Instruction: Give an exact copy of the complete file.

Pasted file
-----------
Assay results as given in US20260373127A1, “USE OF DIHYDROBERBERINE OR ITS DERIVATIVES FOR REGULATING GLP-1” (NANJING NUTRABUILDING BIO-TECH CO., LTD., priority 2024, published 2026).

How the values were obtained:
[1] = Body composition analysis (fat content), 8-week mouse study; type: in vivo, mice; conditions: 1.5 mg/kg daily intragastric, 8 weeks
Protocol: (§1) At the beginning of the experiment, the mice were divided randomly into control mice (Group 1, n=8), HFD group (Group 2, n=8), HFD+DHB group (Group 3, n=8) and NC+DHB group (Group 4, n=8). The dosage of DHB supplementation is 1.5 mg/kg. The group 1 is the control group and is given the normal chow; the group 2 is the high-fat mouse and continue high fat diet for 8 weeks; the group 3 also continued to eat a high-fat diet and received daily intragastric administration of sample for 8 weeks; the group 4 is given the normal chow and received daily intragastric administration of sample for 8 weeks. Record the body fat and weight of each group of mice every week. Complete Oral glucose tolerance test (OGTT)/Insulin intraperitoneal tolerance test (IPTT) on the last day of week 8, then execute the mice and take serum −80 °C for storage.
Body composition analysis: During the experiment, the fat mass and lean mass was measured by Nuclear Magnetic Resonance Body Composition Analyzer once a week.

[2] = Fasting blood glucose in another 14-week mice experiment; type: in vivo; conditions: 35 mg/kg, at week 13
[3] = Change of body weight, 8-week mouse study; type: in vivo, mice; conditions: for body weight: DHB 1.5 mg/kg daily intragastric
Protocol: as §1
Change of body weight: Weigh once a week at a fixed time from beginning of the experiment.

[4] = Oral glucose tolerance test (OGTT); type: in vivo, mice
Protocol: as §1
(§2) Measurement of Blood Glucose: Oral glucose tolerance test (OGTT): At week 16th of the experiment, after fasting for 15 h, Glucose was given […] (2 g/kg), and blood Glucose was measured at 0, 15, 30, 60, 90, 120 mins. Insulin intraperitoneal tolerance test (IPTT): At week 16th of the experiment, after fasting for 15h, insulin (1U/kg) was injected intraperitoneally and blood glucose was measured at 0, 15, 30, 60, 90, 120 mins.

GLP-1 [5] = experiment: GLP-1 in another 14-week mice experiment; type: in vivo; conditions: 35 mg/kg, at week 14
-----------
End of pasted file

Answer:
Assay results as given in US20260373127A1, “USE OF DIHYDROBERBERINE OR ITS DERIVATIVES FOR REGULATING GLP-1” (NANJING NUTRABUILDING BIO-TECH CO., LTD., priority 2024, published 2026).

How the values were obtained:
[1] = Body composition analysis (fat content), 8-week mouse study; type: in vivo, mice; conditions: 1.5 mg/kg daily intragastric, 8 weeks
Protocol: (§1) At the beginning of the experiment, the mice were divided randomly into control mice (Group 1, n=8), HFD group (Group 2, n=8), HFD+DHB group (Group 3, n=8) and NC+DHB group (Group 4, n=8). The dosage of DHB supplementation is 1.5 mg/kg. The group 1 is the control group and is given the normal chow; the group 2 is the high-fat mouse and continue high fat diet for 8 weeks; the group 3 also continued to eat a high-fat diet and received daily intragastric administration of sample for 8 weeks; the group 4 is given the normal chow and received daily intragastric administration of sample for 8 weeks. Record the body fat and weight of each group of mice every week. Complete Oral glucose tolerance test (OGTT)/Insulin intraperitoneal tolerance test (IPTT) on the last day of week 8, then execute the mice and take serum −80 °C for storage.
Body composition analysis: During the experiment, the fat mass and lean mass was measured by Nuclear Magnetic Resonance Body Composition Analyzer once a week.

[2] = Fasting blood glucose in another 14-week mice experiment; type: in vivo; conditions: 35 mg/kg, at week 13
[3] = Change of body weight, 8-week mouse study; type: in vivo, mice; conditions: for body weight: DHB 1.5 mg/kg daily intragastric
Protocol: as §1
Change of body weight: Weigh once a week at a fixed time from beginning of the experiment.

[4] = Oral glucose tolerance test (OGTT); type: in vivo, mice
Protocol: as §1
(§2) Measurement of Blood Glucose: Oral glucose tolerance test (OGTT): At week 16th of the experiment, after fasting for 15 h, Glucose was given […] (2 g/kg), and blood Glucose was measured at 0, 15, 30, 60, 90, 120 mins. Insulin intraperitoneal tolerance test (IPTT): At week 16th of the experiment, after fasting for 15h, insulin (1U/kg) was injected intraperitoneally and blood glucose was measured at 0, 15, 30, 60, 90, 120 mins.

GLP-1 [5] = experiment: GLP-1 in another 14-week mice experiment; type: in vivo; conditions: 35 mg/kg, at week 14